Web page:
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Dr. Uma Naidoo, Harvard Psychiatrist, Explains How Her Book Improves Mental Health & Nutrition During the Pandemic

By Dr. Uma Naidoo

LOS ANGELES, CA, UNITED STATES, October 22, 2020 / -- Prior to COVID-19 the most common mental health condition in the US was anxiety, three times more at least than depression. Depression though causes the most amount of disability worldwide and people therefore often think of it as more common.

With COVID, emotional health of our nation has suffered. Some are suffering in silence while others are taking more medications than ever before. We know this because the company Express Scripts reported that the number of new prescriptions for anti-anxiety medications was already up by 37.7% by the middle of March. By June this year the medication sertraline went on shortage in the US, it is often prescribed for anxiety and/or depression. The most concerning of all the statistics was those shared by the CDC showing that during the pandemic, 40% of Americans reported struggling with mental health or substance abuse issues. Even more scary is that 11% of Americans have seriously considered suicide. As a nutritional psychiatrist that is one of the scariest statistics I have heard in a very long time.

What has happened during the pandemic?

• Increased Processed food sales
• Meal-time confusion
• Home Schooling
• Everyone seems to be baking!
• Multi-generational meals (many different ages living at home and each eating a different diet )
• Mealtimes are askew
• Adult children back home
• Job Loss
• Lack of structure
• Ongoing Quarantine
• Food deserts
• Food insecurity
• Less active - gyms closed
• Abuse on the increase
• Increased drugs and alcohol
• Zoom fatigue & tech issues
• Uncertainty & Fear
• Stress Eating
• Natural disasters
• Personal loss

Our mental health is suffering, and these changes are continuing, studies show that burnout is on the rise as well. Taking all this into account, where do we go from here for our mental health.

Should we all just be taking more medication? Perhaps some of us really do need to be seeing a therapist and a psychiatrist as we need the additional support to help us adjust to this new way of life.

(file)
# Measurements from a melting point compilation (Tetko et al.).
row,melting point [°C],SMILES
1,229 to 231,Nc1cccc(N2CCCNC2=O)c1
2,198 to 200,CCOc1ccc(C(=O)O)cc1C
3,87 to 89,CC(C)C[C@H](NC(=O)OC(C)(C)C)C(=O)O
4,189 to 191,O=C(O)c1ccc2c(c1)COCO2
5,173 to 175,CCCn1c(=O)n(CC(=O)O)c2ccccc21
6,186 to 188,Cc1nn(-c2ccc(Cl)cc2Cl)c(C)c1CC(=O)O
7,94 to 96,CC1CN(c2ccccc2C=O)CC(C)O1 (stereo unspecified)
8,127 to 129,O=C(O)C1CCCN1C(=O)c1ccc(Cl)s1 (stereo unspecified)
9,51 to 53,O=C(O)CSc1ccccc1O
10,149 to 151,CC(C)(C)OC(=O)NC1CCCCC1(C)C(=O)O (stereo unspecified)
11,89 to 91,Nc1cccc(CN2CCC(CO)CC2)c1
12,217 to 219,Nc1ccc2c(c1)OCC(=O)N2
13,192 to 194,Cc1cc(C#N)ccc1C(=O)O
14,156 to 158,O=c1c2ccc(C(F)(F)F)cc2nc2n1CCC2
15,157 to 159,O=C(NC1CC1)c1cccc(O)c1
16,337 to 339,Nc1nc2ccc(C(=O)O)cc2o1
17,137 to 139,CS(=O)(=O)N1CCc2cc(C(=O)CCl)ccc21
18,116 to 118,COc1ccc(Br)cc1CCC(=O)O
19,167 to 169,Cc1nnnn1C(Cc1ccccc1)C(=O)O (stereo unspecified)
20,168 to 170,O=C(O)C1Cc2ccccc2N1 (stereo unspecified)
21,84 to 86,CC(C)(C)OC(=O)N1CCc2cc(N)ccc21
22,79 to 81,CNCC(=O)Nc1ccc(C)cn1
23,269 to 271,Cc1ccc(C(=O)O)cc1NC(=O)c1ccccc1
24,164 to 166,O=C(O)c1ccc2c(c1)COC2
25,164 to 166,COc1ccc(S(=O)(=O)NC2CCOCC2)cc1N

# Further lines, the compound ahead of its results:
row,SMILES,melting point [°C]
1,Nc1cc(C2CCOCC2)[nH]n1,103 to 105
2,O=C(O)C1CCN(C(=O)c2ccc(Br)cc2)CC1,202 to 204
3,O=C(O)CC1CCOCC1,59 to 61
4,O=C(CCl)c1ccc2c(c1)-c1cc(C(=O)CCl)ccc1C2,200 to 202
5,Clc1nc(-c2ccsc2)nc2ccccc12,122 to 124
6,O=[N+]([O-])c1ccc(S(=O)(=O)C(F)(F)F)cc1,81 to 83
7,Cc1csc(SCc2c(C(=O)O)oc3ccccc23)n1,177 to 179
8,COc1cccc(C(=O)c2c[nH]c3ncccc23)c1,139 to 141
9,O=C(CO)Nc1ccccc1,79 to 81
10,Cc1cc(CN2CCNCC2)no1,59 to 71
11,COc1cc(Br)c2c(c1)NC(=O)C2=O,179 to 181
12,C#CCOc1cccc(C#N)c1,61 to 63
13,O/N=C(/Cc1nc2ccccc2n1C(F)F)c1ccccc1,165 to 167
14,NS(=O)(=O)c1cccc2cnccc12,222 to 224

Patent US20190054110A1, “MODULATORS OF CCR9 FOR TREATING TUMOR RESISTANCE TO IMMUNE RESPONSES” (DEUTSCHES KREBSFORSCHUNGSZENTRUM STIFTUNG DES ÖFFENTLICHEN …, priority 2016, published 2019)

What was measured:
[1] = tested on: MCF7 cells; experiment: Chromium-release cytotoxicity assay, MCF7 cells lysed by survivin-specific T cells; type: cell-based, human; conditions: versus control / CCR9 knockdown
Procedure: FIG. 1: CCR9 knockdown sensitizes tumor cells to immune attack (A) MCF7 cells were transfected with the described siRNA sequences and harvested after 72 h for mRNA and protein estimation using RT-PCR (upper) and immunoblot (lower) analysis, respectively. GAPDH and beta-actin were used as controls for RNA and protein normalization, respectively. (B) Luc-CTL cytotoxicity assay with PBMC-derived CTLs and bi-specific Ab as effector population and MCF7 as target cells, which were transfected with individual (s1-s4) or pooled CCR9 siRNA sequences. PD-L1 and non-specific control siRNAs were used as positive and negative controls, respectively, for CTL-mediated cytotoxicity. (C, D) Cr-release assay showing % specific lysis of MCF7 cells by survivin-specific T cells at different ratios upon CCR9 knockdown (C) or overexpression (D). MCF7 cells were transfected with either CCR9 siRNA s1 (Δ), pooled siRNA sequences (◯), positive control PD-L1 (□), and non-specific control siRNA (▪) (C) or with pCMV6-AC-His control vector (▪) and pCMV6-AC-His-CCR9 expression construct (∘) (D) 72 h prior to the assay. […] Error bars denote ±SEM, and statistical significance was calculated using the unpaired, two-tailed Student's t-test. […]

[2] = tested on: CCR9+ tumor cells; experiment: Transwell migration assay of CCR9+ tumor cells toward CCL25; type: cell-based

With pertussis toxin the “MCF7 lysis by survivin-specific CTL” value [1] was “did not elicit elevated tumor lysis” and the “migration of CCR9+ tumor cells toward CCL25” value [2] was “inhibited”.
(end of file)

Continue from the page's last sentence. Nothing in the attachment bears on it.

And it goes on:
I would argue we can do more to empower and help ourselves. How? Simply through how we are eating. Our nutrition is the basis of our better mental health. Just like we cannot exercise out of a bad diet, we cannot smile our way out of a bad diet either.

The time is NOW.

The time to embrace some positive small habit changes is right now. Today. Research shows us that our gut microbes can change within 24 hours based on how we are eating. So, make that choice to get junk food today or a healthier option. You won’t know the difference immediately, but over time your gut microbiome could be disrupted by junk food or begin to heal with healthier food. More importantly a happy gut is a happy mood. This is because of the actual communication highway that exists between the gut and the brain, called the vagus nerve, which sends signals back and forth ultimately impacting our emotional health by how we are eating.

If we don’t do something, act now, start today to help ourselves... we are going to continue to suffer emotionally as a nation. Suicides will increase, burnout will worsen, and our emotional health will reach even worse numbers. We all eat, we eat every day and at least a few times a day ….. why not eat for our better emotional health so that we fortify our brain as best we can during this ongoing pandemic. This is something we can control while with all other things it feels as though the pandemic with the necessary safety rules and regulations are outside of our control.